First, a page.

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Ask the Experts Index
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Solder Bridging Problem on Header Connector
We have been struggling to eliminate solder bridging during wave soldering on a 10 x 2 row through hole header connector.

We see bridging on most every connector but not on other types of components. Do you have any suggestions?
F. O.

Experts Comments

First you will need to determine if this is a design related bridging issue or a process related defect.

For design related defects consider the following. This can include, but is not limited too:

  1. Connector pitch to tight,
  2. Connector leads too long off bottom of assembly
  3. Bridge is caused by the use of a selective soldering pallet
  4. Connector positions in various directions on the assembly.
    This is just to name a few.

If you have "design related" issues that are the root cause of the defect, your choices are somewhat limited as to what you can do to eliminate them. You can consider some technologies in the market that include de-bridging hot airknives or selective de-bridging tools.

If running with a lead free alloy the window of operation on these tools is reduced, so make sure you visit a supplier and test this first. You can also consider solder thieves, These are open land traces or so called drainage pads that are placed onto the assembly at the trailing edge of a connector.

The design provides a drainage point to pull the solder from the connectors to a open plated land. Note, these work best with connectors parallel to the conveyor rails.

If not a design related issue, here are some choices

  1. Run the connectors parallel to the conveyor direction.
  2. Use a smooth exit transition from the primary wave with a small amount of back flow.
  3. Run the immersion depth in the primary wave shallow to the boards bottom surface.
  4. And of coarse your standard process requirements for the flux manufactures and preheat profile.

Good lick.

John Norton
Eastern Manager
Vitronics Soltec
John Norton started his soldering career in 1983 for Hollis Engineering. He has also worked with Electrovert as a technical training manager and Vitronics Soltec for the last ten years. He has held various technical development and sales positions.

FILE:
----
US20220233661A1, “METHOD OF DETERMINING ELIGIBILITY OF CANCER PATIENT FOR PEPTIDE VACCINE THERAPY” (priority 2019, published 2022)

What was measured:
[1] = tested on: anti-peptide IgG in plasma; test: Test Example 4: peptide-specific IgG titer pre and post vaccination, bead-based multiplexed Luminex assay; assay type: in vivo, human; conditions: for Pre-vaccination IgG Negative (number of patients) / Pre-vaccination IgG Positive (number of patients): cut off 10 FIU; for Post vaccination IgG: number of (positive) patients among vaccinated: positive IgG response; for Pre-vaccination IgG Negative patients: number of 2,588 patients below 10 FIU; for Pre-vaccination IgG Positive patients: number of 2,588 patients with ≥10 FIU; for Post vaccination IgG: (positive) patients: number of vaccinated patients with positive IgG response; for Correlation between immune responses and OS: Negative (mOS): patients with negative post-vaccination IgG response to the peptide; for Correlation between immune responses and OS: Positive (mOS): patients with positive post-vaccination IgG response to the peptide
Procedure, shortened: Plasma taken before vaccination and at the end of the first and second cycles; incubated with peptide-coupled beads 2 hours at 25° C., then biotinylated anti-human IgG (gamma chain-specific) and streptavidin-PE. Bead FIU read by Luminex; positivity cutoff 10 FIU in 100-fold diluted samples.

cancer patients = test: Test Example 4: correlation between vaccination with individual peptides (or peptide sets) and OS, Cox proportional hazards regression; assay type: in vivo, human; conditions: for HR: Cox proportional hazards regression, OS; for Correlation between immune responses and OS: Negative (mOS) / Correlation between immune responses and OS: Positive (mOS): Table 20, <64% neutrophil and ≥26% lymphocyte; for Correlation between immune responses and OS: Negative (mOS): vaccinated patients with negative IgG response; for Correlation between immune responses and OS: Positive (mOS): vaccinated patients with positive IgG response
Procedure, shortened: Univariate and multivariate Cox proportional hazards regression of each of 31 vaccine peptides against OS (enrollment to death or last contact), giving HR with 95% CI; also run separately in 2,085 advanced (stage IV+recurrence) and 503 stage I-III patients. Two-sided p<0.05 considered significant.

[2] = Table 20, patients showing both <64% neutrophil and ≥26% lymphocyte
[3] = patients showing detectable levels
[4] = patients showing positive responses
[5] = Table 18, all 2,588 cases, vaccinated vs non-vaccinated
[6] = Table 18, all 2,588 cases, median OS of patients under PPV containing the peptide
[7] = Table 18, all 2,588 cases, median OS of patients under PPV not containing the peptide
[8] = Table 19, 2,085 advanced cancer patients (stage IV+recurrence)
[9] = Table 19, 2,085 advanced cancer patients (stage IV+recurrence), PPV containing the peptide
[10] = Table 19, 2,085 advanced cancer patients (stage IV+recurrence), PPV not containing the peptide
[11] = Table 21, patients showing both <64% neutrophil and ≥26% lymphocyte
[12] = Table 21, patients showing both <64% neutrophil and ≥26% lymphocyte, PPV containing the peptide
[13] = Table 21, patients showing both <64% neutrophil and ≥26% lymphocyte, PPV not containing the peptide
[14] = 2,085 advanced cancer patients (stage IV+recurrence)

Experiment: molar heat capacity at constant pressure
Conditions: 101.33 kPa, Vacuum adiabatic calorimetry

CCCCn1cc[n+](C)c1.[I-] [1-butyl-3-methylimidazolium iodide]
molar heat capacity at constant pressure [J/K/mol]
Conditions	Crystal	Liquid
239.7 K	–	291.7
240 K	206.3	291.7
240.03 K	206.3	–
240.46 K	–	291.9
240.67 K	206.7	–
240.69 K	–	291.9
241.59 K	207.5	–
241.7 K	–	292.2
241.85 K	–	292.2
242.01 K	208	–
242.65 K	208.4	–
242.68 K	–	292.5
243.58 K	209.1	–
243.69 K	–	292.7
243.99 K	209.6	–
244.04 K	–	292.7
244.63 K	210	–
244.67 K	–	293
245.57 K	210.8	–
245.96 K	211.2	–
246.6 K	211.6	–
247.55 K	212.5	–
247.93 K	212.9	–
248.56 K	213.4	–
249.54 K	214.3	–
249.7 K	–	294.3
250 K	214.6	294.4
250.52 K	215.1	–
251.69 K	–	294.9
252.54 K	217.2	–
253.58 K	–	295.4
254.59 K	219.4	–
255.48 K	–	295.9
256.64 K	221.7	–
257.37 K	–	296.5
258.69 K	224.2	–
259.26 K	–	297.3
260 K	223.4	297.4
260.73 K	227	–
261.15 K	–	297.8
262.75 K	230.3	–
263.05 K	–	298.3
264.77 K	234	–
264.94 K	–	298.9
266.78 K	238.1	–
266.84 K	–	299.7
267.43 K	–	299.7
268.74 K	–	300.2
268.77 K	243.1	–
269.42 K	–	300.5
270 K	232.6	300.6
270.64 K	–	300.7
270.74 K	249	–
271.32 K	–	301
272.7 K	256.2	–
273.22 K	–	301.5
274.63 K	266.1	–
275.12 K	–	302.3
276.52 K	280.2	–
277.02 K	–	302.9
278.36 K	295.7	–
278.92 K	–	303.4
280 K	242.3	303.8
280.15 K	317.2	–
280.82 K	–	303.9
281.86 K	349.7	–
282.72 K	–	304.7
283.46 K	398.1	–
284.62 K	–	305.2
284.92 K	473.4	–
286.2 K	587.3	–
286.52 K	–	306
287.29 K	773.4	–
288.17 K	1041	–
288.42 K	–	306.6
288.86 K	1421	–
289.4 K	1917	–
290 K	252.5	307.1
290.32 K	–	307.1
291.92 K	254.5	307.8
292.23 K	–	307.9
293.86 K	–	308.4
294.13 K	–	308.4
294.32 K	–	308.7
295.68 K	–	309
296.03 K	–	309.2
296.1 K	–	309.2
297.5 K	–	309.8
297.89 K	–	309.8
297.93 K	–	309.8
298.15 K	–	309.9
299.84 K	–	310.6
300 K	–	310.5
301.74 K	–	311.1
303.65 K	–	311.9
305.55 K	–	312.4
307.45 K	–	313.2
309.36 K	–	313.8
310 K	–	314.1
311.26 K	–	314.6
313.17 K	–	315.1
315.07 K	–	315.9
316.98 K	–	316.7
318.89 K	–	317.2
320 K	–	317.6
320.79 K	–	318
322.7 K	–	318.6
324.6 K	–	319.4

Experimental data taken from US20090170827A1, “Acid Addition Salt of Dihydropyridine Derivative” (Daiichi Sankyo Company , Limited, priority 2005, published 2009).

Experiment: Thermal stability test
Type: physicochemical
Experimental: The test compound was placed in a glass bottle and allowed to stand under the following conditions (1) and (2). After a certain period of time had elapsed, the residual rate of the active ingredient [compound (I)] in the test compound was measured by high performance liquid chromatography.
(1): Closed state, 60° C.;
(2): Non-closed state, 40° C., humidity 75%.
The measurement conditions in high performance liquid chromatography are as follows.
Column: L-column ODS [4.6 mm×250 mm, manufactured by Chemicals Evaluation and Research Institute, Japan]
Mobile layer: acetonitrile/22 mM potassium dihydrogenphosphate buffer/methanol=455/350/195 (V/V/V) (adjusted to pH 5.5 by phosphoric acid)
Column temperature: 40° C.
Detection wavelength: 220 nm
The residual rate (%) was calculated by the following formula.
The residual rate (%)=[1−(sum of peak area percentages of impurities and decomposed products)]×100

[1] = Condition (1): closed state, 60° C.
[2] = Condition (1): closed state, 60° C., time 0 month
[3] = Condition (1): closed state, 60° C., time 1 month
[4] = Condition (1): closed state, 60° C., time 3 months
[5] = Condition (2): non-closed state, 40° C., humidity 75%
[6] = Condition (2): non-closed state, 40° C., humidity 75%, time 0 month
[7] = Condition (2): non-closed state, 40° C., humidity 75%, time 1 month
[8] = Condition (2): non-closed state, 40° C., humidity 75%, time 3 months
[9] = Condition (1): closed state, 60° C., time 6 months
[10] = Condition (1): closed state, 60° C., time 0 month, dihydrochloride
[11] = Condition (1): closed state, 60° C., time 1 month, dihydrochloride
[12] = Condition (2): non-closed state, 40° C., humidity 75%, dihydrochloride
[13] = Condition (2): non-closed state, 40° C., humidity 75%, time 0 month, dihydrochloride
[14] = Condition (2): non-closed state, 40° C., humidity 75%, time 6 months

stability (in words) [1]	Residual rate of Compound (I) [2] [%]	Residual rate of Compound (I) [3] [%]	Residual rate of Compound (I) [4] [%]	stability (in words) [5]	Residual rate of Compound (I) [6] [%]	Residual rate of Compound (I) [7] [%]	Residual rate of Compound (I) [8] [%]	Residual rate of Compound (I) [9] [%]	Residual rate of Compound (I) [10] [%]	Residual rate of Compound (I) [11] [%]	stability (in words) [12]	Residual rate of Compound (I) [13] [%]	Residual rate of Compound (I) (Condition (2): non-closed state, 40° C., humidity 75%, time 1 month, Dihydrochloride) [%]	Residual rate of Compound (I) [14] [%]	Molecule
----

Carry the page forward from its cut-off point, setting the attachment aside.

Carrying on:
Try to rotate the direction of the pcb flow by 90 deg, ie, have the connector parallel to the conveyor flow, if possible. If not, try soldering at different conveyor speeds.

EH Lim
Managing Director, Asia Pacific
EH Lim has been in the PCB Assy industry since 1985, starting at Thomson/Singapore for 5 years before moving to Electrovert Asia Pacifc. Lim was Sales Director for Vitronics Soltec prior to joining ECD in 2007 as Managing Director for Asia Pacific.

There are many "tricks" to cure this issue. Where in the row is the bridge occurring and is it consistently in the same place.

Alan Cable
ACE Production Technologies
Alan Cable, the principle owner of ACE production technologies Inc. has over 40 years experience in the electronics manufacturing arena. Alan's expertise is high production manufacturing automation, equipment design and process engineering. For the past 25 years Alan has focused specifically on soldering issues relating to component solderability, lead tinning and selective soldering, owning several companies with this focus.

Have you considered selective soldering? You have a lot more control over the process and it's easier to eliminate bridging.

Todd O'Neil
Sales Manager, Soldering products
JUKI Automation Sys.
Mr. O'Neil has been part of the electronics manufacturing field for 17 years. As Sales Manager for all Soldering products at JUKI, his main objective is to continue to supply equipment providing the "Lowest Cost of Ownership."
Reader Comment
You can put the silk screen in between the PTH. So, as solder resist, it can prevent the bridging formed. Secondly, the pin over the board should be from 0.8 to 1 mm.
Boris, China
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